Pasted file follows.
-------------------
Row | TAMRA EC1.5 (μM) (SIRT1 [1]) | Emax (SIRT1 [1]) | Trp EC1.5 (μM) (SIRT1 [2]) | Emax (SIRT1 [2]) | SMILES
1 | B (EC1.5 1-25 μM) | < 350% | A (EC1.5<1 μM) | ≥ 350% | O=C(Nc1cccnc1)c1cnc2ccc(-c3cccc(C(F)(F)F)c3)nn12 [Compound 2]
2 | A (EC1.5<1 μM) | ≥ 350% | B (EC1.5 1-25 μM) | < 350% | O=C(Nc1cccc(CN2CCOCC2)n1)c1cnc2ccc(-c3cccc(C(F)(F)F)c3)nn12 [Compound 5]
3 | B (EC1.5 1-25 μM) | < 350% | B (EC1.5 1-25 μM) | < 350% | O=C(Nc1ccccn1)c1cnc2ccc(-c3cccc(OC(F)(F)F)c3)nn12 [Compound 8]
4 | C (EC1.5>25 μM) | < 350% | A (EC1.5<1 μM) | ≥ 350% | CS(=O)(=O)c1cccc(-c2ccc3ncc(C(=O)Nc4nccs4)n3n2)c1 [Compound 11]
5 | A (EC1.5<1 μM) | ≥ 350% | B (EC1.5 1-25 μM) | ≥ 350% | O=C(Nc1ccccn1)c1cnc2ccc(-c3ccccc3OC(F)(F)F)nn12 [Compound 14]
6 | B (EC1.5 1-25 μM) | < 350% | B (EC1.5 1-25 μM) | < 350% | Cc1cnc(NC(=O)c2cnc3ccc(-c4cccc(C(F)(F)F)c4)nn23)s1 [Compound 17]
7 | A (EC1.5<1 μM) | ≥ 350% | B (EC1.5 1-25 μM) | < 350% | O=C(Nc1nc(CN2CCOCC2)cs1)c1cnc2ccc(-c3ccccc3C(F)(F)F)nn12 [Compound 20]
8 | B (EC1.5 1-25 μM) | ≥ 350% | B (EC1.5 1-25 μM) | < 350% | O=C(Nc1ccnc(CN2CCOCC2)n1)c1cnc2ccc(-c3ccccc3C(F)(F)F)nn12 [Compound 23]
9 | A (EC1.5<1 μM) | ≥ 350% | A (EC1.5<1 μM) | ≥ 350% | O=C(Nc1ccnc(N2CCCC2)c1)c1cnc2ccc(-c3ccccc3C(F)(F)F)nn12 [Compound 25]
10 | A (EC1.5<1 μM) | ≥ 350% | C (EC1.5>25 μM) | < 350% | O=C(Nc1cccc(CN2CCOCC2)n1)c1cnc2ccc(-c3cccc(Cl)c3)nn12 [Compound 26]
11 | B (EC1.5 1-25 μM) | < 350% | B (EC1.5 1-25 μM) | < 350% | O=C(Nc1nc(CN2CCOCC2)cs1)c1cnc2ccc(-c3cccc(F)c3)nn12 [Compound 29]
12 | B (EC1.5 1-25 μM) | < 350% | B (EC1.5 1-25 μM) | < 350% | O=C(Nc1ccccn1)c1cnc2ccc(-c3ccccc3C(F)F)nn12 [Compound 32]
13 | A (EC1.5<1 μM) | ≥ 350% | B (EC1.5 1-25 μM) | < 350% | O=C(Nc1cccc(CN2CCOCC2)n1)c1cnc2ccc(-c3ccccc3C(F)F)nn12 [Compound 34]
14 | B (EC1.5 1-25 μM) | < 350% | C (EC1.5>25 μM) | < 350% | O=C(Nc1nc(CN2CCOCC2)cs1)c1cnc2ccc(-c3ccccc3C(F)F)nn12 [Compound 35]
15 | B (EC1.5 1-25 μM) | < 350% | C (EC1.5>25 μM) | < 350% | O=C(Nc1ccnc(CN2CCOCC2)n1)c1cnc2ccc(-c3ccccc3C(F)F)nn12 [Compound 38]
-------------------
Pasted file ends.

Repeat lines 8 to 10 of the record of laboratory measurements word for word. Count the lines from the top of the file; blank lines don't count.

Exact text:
7 | A (EC1.5<1 μM) | ≥ 350% | B (EC1.5 1-25 μM) | < 350% | O=C(Nc1nc(CN2CCOCC2)cs1)c1cnc2ccc(-c3ccccc3C(F)(F)F)nn12 [Compound 20]
8 | B (EC1.5 1-25 μM) | ≥ 350% | B (EC1.5 1-25 μM) | < 350% | O=C(Nc1ccnc(CN2CCOCC2)n1)c1cnc2ccc(-c3ccccc3C(F)(F)F)nn12 [Compound 23]
9 | A (EC1.5<1 μM) | ≥ 350% | A (EC1.5<1 μM) | ≥ 350% | O=C(Nc1ccnc(N2CCCC2)c1)c1cnc2ccc(-c3ccccc3C(F)(F)F)nn12 [Compound 25]